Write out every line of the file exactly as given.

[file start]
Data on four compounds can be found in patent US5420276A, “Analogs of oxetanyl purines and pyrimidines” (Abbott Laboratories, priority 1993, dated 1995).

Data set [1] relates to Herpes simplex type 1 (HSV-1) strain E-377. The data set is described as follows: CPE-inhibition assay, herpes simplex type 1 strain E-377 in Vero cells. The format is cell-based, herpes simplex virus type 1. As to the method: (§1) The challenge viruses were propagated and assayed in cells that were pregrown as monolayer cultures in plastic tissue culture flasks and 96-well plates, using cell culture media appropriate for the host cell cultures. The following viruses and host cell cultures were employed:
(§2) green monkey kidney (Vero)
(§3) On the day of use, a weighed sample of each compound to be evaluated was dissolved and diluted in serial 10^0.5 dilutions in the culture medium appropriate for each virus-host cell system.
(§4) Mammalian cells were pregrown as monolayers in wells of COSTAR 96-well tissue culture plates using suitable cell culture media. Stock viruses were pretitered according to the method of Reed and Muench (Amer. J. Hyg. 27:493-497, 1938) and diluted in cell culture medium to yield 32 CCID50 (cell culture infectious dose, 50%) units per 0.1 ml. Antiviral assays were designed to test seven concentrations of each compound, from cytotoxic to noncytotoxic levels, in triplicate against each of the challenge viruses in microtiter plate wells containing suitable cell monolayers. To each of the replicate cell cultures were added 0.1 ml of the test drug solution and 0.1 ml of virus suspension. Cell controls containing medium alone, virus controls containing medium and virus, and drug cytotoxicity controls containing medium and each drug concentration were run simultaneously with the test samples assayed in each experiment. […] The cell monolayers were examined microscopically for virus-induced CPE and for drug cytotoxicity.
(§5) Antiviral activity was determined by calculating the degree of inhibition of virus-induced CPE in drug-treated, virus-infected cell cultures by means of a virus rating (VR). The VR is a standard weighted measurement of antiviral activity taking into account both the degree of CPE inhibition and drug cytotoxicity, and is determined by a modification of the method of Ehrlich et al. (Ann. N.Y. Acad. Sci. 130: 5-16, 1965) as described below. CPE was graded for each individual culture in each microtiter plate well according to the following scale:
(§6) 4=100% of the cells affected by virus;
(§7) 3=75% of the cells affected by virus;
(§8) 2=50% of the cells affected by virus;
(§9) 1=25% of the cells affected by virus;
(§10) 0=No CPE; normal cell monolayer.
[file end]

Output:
Data on four compounds can be found in patent US5420276A, “Analogs of oxetanyl purines and pyrimidines” (Abbott Laboratories, priority 1993, dated 1995).

Data set [1] relates to Herpes simplex type 1 (HSV-1) strain E-377. The data set is described as follows: CPE-inhibition assay, herpes simplex type 1 strain E-377 in Vero cells. The format is cell-based, herpes simplex virus type 1. As to the method: (§1) The challenge viruses were propagated and assayed in cells that were pregrown as monolayer cultures in plastic tissue culture flasks and 96-well plates, using cell culture media appropriate for the host cell cultures. The following viruses and host cell cultures were employed:
(§2) green monkey kidney (Vero)
(§3) On the day of use, a weighed sample of each compound to be evaluated was dissolved and diluted in serial 10^0.5 dilutions in the culture medium appropriate for each virus-host cell system.
(§4) Mammalian cells were pregrown as monolayers in wells of COSTAR 96-well tissue culture plates using suitable cell culture media. Stock viruses were pretitered according to the method of Reed and Muench (Amer. J. Hyg. 27:493-497, 1938) and diluted in cell culture medium to yield 32 CCID50 (cell culture infectious dose, 50%) units per 0.1 ml. Antiviral assays were designed to test seven concentrations of each compound, from cytotoxic to noncytotoxic levels, in triplicate against each of the challenge viruses in microtiter plate wells containing suitable cell monolayers. To each of the replicate cell cultures were added 0.1 ml of the test drug solution and 0.1 ml of virus suspension. Cell controls containing medium alone, virus controls containing medium and virus, and drug cytotoxicity controls containing medium and each drug concentration were run simultaneously with the test samples assayed in each experiment. […] The cell monolayers were examined microscopically for virus-induced CPE and for drug cytotoxicity.
(§5) Antiviral activity was determined by calculating the degree of inhibition of virus-induced CPE in drug-treated, virus-infected cell cultures by means of a virus rating (VR). The VR is a standard weighted measurement of antiviral activity taking into account both the degree of CPE inhibition and drug cytotoxicity, and is determined by a modification of the method of Ehrlich et al. (Ann. N.Y. Acad. Sci. 130: 5-16, 1965) as described below. CPE was graded for each individual culture in each microtiter plate well according to the following scale:
(§6) 4=100% of the cells affected by virus;
(§7) 3=75% of the cells affected by virus;
(§8) 2=50% of the cells affected by virus;
(§9) 1=25% of the cells affected by virus;
(§10) 0=No CPE; normal cell monolayer.